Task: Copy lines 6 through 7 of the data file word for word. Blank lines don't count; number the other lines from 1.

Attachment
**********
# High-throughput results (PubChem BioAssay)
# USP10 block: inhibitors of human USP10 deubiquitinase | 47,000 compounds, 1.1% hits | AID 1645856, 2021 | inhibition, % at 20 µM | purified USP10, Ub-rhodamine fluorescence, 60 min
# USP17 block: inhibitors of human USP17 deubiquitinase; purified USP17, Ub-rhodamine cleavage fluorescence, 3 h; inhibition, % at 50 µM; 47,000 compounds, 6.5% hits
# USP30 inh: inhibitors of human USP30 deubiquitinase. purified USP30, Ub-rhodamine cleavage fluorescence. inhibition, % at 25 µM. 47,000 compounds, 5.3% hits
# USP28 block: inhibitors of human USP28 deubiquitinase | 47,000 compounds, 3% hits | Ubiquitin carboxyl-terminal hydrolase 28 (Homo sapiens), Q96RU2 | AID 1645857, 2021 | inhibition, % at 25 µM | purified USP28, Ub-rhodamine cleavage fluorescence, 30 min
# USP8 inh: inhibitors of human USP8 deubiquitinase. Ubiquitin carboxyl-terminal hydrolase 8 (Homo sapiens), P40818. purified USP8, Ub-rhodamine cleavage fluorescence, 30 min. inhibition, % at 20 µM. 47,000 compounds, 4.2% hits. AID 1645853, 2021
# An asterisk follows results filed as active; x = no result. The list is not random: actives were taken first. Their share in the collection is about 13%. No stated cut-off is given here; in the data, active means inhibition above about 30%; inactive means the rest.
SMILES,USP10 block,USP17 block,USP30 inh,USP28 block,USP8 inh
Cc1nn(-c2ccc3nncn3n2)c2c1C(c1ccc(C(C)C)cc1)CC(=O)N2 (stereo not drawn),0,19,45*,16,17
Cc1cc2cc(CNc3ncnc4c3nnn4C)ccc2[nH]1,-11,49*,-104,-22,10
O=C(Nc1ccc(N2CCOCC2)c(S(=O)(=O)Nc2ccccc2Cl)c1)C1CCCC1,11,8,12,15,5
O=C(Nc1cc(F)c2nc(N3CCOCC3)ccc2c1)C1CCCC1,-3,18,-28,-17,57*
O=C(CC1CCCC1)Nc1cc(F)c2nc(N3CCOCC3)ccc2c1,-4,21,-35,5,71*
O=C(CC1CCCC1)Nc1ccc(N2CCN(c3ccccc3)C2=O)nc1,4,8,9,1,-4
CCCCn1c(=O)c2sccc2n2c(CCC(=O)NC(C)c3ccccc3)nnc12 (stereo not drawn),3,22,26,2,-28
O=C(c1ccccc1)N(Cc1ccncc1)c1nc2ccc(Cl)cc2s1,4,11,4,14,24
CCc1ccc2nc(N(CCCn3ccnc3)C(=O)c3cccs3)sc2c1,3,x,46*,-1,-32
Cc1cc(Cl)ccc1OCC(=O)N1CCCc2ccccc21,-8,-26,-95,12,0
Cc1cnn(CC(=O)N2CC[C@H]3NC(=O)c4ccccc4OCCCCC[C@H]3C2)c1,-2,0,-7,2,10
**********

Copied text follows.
# USP8 inh: inhibitors of human USP8 deubiquitinase. Ubiquitin carboxyl-terminal hydrolase 8 (Homo sapiens), P40818. purified USP8, Ub-rhodamine cleavage fluorescence, 30 min. inhibition, % at 20 µM. 47,000 compounds, 4.2% hits. AID 1645853, 2021
# An asterisk follows results filed as active; x = no result. The list is not random: actives were taken first. Their share in the collection is about 13%. No stated cut-off is given here; in the data, active means inhibition above about 30%; inactive means the rest.